What is analysis? Take a moment to seriously consider the definition to this word used so frequently in the world of education, it’s become white noise to our students. Jot down your definition of analysis so you can refer back to it later.

Plot Summary vs. Plot Interpretation vs. Literary Analysis

I don’t know about you, but when I have to write “too much plot summary” on an essay for the umpteenth time in one night, I feel an Continued

Quills and Thrills Week Fifteen

Happy Tuesday, Quillers and Thrillers!

If you are new to Quills and Thrills this week, you need to turn in your Ten Commandments of Digital Citizenship pledge and signed permission form before you can publish anything online on behalf of the club.

Don’t have the Ten Commandments of Digital Citizenship permission form signed yet? No worries, you can still Continued

Quills and Thrills Week Fourteen

Happy Tuesday, Quillers and Thrillers!

If you are new to Quills and Thrills this week, you need to turn in your Ten Commandments of Digital Citizenship pledge and signed permission form before you can publish anything online on behalf of the club.

Don’t have the Ten Commandments of Digital Citizenship permission form Continued

Rock PARCC With These 10 Easy Steps

posted in: English Toolbox, Freshman, Students | 0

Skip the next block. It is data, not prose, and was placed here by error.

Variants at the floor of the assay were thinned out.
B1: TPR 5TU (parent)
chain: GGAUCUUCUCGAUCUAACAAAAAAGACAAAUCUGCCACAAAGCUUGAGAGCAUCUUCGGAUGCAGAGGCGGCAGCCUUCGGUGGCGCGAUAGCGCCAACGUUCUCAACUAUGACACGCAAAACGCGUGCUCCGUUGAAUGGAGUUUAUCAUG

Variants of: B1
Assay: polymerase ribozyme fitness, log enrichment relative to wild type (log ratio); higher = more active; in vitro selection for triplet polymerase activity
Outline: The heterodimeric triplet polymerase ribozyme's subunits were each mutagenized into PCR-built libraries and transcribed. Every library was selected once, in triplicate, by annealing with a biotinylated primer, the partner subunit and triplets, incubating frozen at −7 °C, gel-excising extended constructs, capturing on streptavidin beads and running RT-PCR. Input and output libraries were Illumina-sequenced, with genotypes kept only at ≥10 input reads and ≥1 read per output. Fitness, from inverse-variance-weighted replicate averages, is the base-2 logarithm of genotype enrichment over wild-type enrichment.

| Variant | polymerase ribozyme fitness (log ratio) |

The English PARCC Assessment is right around the corner, Jags!

While everything Mr. Rasberry and I have taught you this year has prepared you for this important assessment, we would like to teach you some test taking strategies so you can make sure you ROCK the PARCC!

Before jumping into the steps, you should know the general layout of the PARCC assessment.

  • There are three units total, and you will have a two-hour class period to complete each section.
    • Unit 1: Literary Analysis Task
    • Unit 2: Research Simulation Task
    • Unit 3: Narrative Writing Task
  • Each section will consist of multiple text passages, multiple choice questions, technology-enhanced questions, and an essay question.

Last year, the English Department and I worked hard to break down the PARCC assessment to understand it on a structural level. Our hard work paid off when we made a critical discovery: the multiple-choice questions are designed to lead you to information that will help you write your essay. This means that Continued